Eating out

Having a meal away from home may not be the treat for a small child that it is for an adult. If you are going on a car trip, consider taking familiar and child-friendly foods with you. If a stop-off is easier, do not plan a long meal. It will be very tiring for your toddler.

Introducing new foods

Try alternating a small quantity of a new food that he is resisting with a “treat” of something that he loves, such as sliced banana or soft cheese—or even chocolate kisses! The idea is that you are creating a positive association between the new and unfamiliar foods: “I like that food, therefore I may like this new one.” If his food range is extremely limited (for example, to bread, baked beans, and chocolate kisses), do not worry about introducing bizarre food combinations. Giving your toddler a a chocolate kiss immediately after he has tried a piece of carrot or chicken may seem weird to you, but it will be a treat for him—and will send a message of familiarity and comfort to your fearful child. Once he is happy with the new foods, gradually phase out the treats.

Food games

If your child has fears associated with trying foods, show him that food can be fun. Children who have no issues with food will find these activities fun, too, so there is no need to draw attention to one particular child.

Have a messy food picnic

Jelly, cream, ketchup, rice pudding—you name it; provided it is not hot, it can be smeared on your toddler’s nose, or face, or smeared with the hands, like finger paints. The more odd the food combinations, the better. If your toddler seems nervous or distressed, calm him, smile and show him that you are comfortable with the mess. With your encouragement, he may then follow your lead.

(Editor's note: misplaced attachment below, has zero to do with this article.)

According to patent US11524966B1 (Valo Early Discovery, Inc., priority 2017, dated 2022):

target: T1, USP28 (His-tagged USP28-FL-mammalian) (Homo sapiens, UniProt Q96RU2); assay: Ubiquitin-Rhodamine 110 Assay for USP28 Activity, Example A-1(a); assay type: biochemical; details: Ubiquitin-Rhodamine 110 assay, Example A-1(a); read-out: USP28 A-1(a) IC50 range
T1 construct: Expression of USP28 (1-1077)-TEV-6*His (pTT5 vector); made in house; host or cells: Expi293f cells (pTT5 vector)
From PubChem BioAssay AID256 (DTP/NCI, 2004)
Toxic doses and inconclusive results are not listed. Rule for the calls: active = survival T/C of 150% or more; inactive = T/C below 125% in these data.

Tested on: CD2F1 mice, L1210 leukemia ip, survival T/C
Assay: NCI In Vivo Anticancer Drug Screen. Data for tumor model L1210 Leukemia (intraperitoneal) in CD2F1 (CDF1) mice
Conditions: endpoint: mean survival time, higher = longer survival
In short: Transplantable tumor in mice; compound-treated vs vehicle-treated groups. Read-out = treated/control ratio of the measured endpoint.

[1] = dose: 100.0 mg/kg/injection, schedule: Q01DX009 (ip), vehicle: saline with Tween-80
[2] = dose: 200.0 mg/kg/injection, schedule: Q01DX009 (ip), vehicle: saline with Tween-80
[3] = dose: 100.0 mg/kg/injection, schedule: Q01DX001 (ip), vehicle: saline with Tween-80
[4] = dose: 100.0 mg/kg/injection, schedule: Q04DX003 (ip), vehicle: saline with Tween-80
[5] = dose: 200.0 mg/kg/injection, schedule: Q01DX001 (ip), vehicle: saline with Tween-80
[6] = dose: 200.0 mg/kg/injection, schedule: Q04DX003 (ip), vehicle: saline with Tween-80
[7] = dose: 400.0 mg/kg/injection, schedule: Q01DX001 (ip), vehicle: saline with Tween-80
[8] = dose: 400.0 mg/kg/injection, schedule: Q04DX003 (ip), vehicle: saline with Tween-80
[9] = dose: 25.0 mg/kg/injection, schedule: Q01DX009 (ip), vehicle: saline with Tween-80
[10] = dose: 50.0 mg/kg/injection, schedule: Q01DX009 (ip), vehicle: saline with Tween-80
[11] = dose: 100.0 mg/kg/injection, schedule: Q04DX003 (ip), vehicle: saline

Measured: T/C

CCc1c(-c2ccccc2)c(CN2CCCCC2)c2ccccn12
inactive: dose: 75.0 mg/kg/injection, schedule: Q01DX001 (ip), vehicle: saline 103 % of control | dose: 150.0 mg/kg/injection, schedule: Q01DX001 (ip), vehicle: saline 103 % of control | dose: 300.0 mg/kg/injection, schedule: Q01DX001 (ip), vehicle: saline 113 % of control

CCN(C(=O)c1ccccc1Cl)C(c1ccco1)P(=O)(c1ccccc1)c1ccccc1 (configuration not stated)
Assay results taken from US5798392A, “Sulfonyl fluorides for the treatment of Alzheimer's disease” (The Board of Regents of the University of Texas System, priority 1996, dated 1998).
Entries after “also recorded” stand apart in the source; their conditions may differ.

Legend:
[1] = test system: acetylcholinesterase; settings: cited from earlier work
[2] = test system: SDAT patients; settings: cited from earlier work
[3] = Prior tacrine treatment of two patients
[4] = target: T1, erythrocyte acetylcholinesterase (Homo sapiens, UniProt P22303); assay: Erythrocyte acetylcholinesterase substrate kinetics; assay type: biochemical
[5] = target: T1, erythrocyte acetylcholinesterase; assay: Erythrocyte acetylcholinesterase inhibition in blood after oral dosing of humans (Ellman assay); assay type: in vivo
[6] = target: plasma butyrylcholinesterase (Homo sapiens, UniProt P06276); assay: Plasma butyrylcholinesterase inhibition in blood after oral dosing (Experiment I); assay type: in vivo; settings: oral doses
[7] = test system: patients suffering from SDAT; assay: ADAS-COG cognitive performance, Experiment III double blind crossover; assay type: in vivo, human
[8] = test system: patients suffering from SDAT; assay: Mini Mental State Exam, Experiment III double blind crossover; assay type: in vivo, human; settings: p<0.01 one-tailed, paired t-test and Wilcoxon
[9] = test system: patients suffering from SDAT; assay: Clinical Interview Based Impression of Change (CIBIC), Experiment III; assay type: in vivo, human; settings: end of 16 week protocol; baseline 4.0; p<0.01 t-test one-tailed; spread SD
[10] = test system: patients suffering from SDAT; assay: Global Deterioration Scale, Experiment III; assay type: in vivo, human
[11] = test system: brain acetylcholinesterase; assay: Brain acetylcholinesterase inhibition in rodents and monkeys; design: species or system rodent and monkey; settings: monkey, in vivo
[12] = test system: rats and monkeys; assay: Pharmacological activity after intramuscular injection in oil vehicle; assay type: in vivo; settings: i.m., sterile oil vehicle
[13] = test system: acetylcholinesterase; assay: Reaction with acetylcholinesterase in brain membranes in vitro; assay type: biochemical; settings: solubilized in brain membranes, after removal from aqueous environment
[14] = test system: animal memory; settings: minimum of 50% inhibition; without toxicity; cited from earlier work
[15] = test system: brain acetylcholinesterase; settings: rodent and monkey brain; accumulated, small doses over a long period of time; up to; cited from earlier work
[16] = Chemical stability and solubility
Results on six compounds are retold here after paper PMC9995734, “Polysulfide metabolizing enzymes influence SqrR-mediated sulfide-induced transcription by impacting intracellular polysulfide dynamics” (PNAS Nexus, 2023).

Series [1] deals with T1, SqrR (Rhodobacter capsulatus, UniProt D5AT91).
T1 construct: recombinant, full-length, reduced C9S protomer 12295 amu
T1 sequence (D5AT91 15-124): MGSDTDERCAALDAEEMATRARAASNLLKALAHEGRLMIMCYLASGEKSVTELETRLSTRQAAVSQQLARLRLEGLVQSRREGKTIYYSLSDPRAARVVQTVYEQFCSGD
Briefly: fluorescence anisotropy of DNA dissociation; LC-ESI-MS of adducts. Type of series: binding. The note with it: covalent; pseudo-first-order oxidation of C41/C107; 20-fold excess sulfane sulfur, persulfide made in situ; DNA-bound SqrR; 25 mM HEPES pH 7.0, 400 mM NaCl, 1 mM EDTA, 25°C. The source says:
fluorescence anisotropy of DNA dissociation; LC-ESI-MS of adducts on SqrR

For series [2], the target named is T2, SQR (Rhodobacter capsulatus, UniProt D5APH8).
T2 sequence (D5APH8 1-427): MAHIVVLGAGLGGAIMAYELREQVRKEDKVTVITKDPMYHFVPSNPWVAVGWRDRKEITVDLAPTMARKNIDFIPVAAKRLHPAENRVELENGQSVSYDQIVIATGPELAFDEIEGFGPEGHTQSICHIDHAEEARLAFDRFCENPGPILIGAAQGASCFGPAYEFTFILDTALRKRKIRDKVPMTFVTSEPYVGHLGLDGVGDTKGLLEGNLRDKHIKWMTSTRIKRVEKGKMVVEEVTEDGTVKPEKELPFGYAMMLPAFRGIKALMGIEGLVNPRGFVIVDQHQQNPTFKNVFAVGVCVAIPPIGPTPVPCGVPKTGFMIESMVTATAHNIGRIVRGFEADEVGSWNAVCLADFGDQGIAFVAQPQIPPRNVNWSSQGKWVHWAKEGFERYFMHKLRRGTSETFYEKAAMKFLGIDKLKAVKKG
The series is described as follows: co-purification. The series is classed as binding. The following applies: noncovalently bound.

Have a new food race

Set up two sets of very small quantities of new foods in a row on a table. Keep each food covered. On the shout of “Go” your toddler and another child or an adult tastes each food in turn. Reward your toddler with a very small quantity of something that he likes each time he tries the new food. (These tactics are an effective short-term tool in this extreme situation, in order to build up positive food associations.) When he reaches the end of the course, provided he has licked, touched, or tried each of the foods, he can have a suitable “prize.”

Being positive

The more positive and encouraging you can be about food, the more relaxed your toddler is likely to be about eating. Involve him in food preparation from an early age so that he accepts it as a normal part of everyday life. If you know you have had problems related to food—such as a history of extreme dieting or an eating disorder, get help from your doctor or a nutritionist so that you can be sure that both you and your child are eating well. This will also help to reduce the level of anxiety that exists around food in your home.

Top tips for easy mealtimes:
  • Encourage self-feeding.

  • Create a balanced diet.

  • Introduce healthy eating habits.

  • Introduce variety slowly.

  • Be patient and relaxed about food.

  • Praise your toddler when he does well.

  • Keep eating and mealtimes social and fun.

Picnic time